Skip to Main Content

We have a new app!

Take the Access library with you wherever you go—easy access to books, videos, images, podcasts, personalized features, and more.

Download the Access App here: iOS and Android

At a glance

It is an inherited mitochondrial disease (inborn error of metabolism) affecting the isoleucine catabolism resulting in recurrent episodes of ketoacidosis. This medical condition belongs to a spectrum of disease called organic acidemias. Clinically, it is associated with severe ketosis, acidosis, hypoglycemia, causing severe vomiting, poor feeding, seizures, muscular hypotonia, lethargy leading progressively to coma as a result of toxic encephalopathy. The onset of the disease is at birth and if the diagnosis is made in the first 10 days of life, there is potential for good outcome.


Beta-Ketothiolase Deficiency (note that beta-ketothiolase describes a group of enzymes, and patients with defects of different thiolases are known to have a different clinical picture); T2 Deficiency; Alpha-Methyl-Acetoacetic Aciduria; Methionine S-Adenosyltransferase (MAT) Deficiency; 2-Alpha Methyl-3-Hydroxybutyricacidemia; 3-Alpha-Oxothiolase Deficiency; 3-Alpha Ketothiolase Deficiency; 3-Alpha KTD Deficiency.


The exact incidence remains unknown. There are approximately 60 cases that have been described in the literature.

Genetic inheritance

It is believed inherited as an autosomal recessive mode. The responsible acetoacetyl-CoA thiolase (ACAT) gene has been mapped to chromosome 11q22.3-23.1. The severity of the clinical features and the penetrance within families are variable.


Mitochondrial ACAT is responsible for cleavage of acetyl-CoA from acetoacetyl-CoA and 2-methylacetoacetyl-CoA, which is an intermediate in the isoleucine metabolism, but also for acetoacetyl-CoA formation in ketogenesis and acetoacetyl-CoA cleavage in ketolysis.


Based on recurrent episodes of severe ketosis and acidosis without chronic ketosis. Urine analysis before and after an isoleucine challenge (showing 2-methyl-3-hydroxybutyric acid, 2-methylacetoacetic acid, butanone, and tiglylglycine) is helpful for diagnosis. Demonstration of the enzyme defect in fibroblasts or leukocytes confirms the definite diagnosis.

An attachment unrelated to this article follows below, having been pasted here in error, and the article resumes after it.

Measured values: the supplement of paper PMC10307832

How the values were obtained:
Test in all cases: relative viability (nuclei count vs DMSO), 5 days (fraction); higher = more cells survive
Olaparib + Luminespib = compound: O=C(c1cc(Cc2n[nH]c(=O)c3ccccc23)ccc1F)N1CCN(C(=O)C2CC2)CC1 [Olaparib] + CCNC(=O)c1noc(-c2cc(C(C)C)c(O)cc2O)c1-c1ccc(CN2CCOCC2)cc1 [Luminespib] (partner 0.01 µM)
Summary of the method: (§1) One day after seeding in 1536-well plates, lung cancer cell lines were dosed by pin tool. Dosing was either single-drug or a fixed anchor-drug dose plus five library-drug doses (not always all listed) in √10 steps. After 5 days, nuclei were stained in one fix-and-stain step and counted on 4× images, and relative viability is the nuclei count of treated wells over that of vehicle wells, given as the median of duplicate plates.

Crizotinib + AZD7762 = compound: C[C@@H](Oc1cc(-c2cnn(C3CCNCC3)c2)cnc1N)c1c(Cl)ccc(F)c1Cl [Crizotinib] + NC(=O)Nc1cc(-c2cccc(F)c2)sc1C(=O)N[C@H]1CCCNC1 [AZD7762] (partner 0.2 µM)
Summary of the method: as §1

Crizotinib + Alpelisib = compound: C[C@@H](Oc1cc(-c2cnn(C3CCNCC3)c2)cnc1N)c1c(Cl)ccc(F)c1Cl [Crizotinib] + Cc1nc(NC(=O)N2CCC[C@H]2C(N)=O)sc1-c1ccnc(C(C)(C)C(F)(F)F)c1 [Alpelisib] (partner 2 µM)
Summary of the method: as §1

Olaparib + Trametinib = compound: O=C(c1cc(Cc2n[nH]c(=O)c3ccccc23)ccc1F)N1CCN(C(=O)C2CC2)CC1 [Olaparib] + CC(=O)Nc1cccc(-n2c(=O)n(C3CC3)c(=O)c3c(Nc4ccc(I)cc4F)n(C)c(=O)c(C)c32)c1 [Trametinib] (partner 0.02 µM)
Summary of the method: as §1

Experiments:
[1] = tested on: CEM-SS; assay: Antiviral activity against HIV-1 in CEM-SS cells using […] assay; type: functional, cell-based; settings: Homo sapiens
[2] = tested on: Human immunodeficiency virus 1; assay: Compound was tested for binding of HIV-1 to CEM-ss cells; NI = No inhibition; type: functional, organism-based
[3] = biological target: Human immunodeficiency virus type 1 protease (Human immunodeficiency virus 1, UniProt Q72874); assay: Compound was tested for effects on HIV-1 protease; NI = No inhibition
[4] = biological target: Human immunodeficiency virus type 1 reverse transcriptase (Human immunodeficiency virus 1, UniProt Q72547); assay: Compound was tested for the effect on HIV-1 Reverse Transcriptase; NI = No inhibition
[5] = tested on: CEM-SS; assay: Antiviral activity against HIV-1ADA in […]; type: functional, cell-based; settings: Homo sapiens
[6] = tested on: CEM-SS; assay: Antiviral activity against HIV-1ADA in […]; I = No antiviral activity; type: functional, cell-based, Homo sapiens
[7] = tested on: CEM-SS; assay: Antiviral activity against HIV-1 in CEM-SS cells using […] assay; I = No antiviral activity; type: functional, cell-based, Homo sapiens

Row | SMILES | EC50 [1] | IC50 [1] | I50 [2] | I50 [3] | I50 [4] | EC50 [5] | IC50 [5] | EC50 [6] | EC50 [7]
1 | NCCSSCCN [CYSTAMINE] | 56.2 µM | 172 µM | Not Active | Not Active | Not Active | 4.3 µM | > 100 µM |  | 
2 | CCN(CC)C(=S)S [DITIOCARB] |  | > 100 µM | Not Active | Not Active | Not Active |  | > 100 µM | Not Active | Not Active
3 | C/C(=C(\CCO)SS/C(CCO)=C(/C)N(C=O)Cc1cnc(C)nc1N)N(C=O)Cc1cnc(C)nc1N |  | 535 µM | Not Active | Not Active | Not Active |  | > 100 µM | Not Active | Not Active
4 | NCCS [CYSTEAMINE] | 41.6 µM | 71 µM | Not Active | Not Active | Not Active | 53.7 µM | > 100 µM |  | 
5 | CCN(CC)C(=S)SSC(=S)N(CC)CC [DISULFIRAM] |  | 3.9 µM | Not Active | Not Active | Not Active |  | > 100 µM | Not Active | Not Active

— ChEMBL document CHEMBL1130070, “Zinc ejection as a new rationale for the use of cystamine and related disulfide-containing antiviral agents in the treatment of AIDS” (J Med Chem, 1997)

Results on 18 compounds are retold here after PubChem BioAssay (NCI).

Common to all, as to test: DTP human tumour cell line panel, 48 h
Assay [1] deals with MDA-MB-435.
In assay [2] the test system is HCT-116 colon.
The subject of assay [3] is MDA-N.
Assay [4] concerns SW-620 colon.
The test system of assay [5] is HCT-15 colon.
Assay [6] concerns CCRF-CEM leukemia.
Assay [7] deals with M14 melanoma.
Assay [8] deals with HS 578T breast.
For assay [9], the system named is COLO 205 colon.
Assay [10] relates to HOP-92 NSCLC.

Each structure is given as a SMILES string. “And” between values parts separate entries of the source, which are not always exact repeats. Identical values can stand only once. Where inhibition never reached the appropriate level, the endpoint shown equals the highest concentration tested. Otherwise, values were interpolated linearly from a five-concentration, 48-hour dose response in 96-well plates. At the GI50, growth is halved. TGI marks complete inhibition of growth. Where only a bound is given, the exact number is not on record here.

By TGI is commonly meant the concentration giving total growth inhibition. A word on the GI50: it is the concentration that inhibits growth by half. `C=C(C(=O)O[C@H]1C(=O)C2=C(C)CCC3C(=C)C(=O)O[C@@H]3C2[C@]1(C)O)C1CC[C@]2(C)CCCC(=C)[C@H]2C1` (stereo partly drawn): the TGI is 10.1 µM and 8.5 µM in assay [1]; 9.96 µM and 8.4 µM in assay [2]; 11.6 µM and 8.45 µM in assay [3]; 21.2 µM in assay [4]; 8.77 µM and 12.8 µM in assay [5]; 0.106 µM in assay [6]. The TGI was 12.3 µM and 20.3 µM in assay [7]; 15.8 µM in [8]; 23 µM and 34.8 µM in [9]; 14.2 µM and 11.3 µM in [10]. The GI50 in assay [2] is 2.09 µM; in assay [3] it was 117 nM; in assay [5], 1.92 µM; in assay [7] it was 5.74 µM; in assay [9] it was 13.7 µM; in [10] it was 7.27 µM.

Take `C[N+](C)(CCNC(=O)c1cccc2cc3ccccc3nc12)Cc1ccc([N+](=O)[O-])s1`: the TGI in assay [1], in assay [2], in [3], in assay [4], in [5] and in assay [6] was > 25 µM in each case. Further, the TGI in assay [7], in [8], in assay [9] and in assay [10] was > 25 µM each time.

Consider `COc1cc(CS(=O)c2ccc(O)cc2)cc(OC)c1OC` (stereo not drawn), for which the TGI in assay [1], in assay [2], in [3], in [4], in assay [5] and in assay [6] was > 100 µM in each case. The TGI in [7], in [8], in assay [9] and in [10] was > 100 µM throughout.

Clinical aspects

Children with this defect commonly present with failure to thrive, recurrent episodes of severe ketoacidosis with hyperventilation (caused by metabolic acidosis), vomiting, diarrhea (often bloody), and coma during the course of intercurrent infections or after excessive protein intake. Onset is rarely before age 4 months. Most patients (approximately 60%) can have normal mental development if severe metabolic decompensations can be prevented. However, ataxia and frequent headaches have been reported. One case with congestive cardiomyopathy has been described. Mainstay of therapy is moderate restriction of isoleucine intake, intravenous glucose, and sodium bicarbonate during decompensations and avoidance of fasting.

Precautions before anesthesia

Most importantly, hypoglycemia during preoperative fasting must be prevented. A dextrose-containing intravenous solution should be started before the preoperative fasting period and kept intraoperatively and postoperatively until regular oral feeds are tolerated again. Cardiomyopathy has been described, so cardiac assessment of the patient is recommended.

Anesthetic considerations

Regional anesthesia allows better monitoring of central nervous function. Lactated Ringer solution ...

Pop-up div Successfully Displayed

This div only appears when the trigger link is hovered over. Otherwise it is hidden from view.